A: 20 million
Q: How many years ago was UN Resolution 661 introduced, imposing strict sanctions on Iraq's imports and exports?
A: 12 years
Q: What was the child death rate in Iraq in 1989 (per 1,000 births)?
Q: What was the estimated child death rate in Iraq in 1999 (per 1,000 births)?
A: 131 (that's an increase of 345%)
Q: How many Iraqis are estimated to have died by October 1999 as a result of UN sanctions?
A: 1.5 million
Q: How many Iraqi children are estimated to have died due to sanctions since 1997?
Q: Did Saddam order the inspectors out of Iraq?
Q: How many inspections were there in November and December 1998?
Q: How many of these inspections had problems?
Q: Were the weapons inspectors allowed entry to the Ba'ath Party HQ?
Q: Who said that by December 1998, "Iraq had, in fact, been disarmed to a level unprecedented in modern history"?
A: Scott Ritter, UNSCOM chief
Q: In 1998, how much of Iraq's post-1991 capacity to develop weapons of mass destruction did the UN weapons inspectors claim to have discovered and dismantled?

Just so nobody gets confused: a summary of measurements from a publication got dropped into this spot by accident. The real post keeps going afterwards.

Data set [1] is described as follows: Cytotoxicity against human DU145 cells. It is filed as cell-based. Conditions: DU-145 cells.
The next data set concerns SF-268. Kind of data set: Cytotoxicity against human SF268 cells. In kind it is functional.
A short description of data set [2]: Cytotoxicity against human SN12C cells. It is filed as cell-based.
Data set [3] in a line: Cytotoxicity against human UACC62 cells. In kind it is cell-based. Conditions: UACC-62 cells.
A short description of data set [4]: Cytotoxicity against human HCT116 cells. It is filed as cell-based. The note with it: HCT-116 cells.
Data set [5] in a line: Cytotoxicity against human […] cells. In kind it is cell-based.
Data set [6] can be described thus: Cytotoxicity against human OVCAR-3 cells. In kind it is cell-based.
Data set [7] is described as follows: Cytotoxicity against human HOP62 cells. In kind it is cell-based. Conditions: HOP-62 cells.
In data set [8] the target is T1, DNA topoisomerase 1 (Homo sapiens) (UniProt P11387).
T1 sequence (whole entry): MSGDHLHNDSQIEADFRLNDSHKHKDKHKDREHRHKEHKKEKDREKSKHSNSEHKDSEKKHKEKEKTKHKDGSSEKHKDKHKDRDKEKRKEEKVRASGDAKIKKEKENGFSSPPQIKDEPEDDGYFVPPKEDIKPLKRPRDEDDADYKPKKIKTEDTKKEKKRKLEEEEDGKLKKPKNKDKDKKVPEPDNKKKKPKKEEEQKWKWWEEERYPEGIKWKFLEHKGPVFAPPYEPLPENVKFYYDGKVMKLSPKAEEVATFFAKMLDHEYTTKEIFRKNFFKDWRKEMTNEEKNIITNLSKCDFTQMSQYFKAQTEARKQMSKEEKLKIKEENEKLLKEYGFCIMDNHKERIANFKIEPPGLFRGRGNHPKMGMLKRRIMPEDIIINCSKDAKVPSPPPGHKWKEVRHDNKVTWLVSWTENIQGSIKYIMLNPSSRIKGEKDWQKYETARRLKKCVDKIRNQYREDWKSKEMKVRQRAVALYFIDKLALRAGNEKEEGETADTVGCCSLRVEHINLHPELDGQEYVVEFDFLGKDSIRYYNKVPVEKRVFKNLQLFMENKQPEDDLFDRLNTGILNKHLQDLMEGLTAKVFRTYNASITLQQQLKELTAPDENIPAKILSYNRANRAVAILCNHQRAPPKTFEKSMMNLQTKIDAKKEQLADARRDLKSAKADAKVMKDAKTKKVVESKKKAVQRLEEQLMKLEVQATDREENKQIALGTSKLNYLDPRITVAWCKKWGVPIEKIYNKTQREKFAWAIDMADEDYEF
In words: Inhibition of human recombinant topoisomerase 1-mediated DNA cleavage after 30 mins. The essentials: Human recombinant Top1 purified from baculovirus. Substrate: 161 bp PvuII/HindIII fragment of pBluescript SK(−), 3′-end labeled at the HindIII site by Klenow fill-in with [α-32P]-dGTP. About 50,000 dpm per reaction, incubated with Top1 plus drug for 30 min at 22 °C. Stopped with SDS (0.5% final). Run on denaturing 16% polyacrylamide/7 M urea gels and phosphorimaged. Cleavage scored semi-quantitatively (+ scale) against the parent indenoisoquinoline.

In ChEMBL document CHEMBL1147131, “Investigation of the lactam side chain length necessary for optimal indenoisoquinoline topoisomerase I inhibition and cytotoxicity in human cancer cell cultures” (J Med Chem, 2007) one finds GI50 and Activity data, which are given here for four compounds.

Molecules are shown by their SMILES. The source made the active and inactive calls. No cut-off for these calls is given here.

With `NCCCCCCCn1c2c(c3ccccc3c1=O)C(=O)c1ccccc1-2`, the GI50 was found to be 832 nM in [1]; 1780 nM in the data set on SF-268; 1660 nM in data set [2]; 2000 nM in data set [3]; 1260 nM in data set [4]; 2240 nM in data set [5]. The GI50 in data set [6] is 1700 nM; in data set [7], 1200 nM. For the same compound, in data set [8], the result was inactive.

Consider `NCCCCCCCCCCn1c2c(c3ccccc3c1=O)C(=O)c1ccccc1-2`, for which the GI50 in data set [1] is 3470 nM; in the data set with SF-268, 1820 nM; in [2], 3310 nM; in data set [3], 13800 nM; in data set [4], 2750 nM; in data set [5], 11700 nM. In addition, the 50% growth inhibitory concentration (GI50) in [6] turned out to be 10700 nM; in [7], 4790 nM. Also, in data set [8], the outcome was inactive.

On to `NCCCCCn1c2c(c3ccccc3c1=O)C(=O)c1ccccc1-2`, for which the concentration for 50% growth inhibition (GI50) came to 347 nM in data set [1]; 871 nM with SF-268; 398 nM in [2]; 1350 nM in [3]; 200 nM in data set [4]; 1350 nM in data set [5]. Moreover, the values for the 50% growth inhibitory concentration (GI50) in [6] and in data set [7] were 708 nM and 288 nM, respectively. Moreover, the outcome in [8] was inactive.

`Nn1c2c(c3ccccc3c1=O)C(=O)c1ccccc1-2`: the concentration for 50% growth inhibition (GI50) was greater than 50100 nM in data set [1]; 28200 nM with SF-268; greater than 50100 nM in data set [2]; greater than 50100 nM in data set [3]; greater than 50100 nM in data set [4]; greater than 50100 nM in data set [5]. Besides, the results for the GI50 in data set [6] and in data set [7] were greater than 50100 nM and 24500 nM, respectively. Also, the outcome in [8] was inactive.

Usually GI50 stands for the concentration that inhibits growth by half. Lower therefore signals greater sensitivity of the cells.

Q: Is Iraq willing to allow the weapons inspectors back in?
Q: How many UN resolutions did Israel violate by 1992?
A: Over 65
Q: How many UN resolutions on Israel did America veto between 1972 and 1990?
Q: How much does the U.S. fund Israel a year?
A: $5 billion
Q: How many countries are known to have nuclear weapons?
Q:How many nuclear warheads does Iraq have?
Q: How many nuclear warheads does the U.S. have?
A: Over 10,000
Q: Which is the only country to use nuclear weapons?
A: The U.S.
Q: How many nuclear warheads does Israel have?
A: Over 400
Q: Has Israel ever allowed UN weapons inspections?
Q: What percentage of the Palestinian territories are controlled by Israeli settlements?
Q: Is Israel illegally occupying Palestinian land?
Q: Which country do you think poses the greatest threat to global peace: Iraq or the U.S.?
Q: Who said, "Our lives begin to end the day we become silent about things that matter"?
A: Dr. Martin Luther King, Jr
February 2, 2003 - Sunday
Above freezing for the second day in a row
A quick look back over our shoulders (as we hasten away without nostalgia) at the winter wonderland that kept us frozen solid for the last month, which first announced itself as an ice storm that knocked out the power for three days.